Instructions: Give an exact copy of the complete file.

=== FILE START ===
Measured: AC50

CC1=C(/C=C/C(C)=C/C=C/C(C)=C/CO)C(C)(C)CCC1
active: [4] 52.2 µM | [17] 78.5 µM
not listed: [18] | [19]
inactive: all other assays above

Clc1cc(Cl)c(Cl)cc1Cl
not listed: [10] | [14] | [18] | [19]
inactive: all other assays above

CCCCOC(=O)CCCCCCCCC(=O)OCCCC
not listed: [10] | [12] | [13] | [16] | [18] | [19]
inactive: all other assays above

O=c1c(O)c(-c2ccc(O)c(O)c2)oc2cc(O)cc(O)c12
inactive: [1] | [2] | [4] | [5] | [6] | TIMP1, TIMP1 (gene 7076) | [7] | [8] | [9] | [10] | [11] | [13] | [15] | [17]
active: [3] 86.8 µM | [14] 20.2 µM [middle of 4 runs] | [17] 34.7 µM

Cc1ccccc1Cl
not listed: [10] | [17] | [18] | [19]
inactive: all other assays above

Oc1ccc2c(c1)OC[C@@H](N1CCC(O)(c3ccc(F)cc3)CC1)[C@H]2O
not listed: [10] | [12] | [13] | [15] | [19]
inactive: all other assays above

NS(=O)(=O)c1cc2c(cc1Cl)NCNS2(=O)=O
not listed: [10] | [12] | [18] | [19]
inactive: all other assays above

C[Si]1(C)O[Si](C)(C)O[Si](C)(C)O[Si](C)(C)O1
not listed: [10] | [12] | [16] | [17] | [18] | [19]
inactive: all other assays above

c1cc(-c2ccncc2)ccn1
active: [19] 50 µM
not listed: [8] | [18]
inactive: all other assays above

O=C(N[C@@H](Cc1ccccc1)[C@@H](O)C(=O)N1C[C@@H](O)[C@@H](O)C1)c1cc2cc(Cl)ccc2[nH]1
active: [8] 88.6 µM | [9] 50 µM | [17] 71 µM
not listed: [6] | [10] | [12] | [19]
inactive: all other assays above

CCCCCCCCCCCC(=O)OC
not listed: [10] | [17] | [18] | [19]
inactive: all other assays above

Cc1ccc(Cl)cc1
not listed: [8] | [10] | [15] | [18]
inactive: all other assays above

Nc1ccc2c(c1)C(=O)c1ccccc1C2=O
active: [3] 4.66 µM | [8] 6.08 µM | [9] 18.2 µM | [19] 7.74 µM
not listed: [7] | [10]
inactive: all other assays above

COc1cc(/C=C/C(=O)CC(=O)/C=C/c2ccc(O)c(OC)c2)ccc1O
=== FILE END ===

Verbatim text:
Measured: AC50

CC1=C(/C=C/C(C)=C/C=C/C(C)=C/CO)C(C)(C)CCC1
active: [4] 52.2 µM | [17] 78.5 µM
not listed: [18] | [19]
inactive: all other assays above

Clc1cc(Cl)c(Cl)cc1Cl
not listed: [10] | [14] | [18] | [19]
inactive: all other assays above

CCCCOC(=O)CCCCCCCCC(=O)OCCCC
not listed: [10] | [12] | [13] | [16] | [18] | [19]
inactive: all other assays above

O=c1c(O)c(-c2ccc(O)c(O)c2)oc2cc(O)cc(O)c12
inactive: [1] | [2] | [4] | [5] | [6] | TIMP1, TIMP1 (gene 7076) | [7] | [8] | [9] | [10] | [11] | [13] | [15] | [17]
active: [3] 86.8 µM | [14] 20.2 µM [middle of 4 runs] | [17] 34.7 µM

Cc1ccccc1Cl
not listed: [10] | [17] | [18] | [19]
inactive: all other assays above

Oc1ccc2c(c1)OC[C@@H](N1CCC(O)(c3ccc(F)cc3)CC1)[C@H]2O
not listed: [10] | [12] | [13] | [15] | [19]
inactive: all other assays above

NS(=O)(=O)c1cc2c(cc1Cl)NCNS2(=O)=O
not listed: [10] | [12] | [18] | [19]
inactive: all other assays above

C[Si]1(C)O[Si](C)(C)O[Si](C)(C)O[Si](C)(C)O1
not listed: [10] | [12] | [16] | [17] | [18] | [19]
inactive: all other assays above

c1cc(-c2ccncc2)ccn1
active: [19] 50 µM
not listed: [8] | [18]
inactive: all other assays above

O=C(N[C@@H](Cc1ccccc1)[C@@H](O)C(=O)N1C[C@@H](O)[C@@H](O)C1)c1cc2cc(Cl)ccc2[nH]1
active: [8] 88.6 µM | [9] 50 µM | [17] 71 µM
not listed: [6] | [10] | [12] | [19]
inactive: all other assays above

CCCCCCCCCCCC(=O)OC
not listed: [10] | [17] | [18] | [19]
inactive: all other assays above

Cc1ccc(Cl)cc1
not listed: [8] | [10] | [15] | [18]
inactive: all other assays above

Nc1ccc2c(c1)C(=O)c1ccccc1C2=O
active: [3] 4.66 µM | [8] 6.08 µM | [9] 18.2 µM | [19] 7.74 µM
not listed: [7] | [10]
inactive: all other assays above

COc1cc(/C=C/C(=O)CC(=O)/C=C/c2ccc(O)c(OC)c2)ccc1O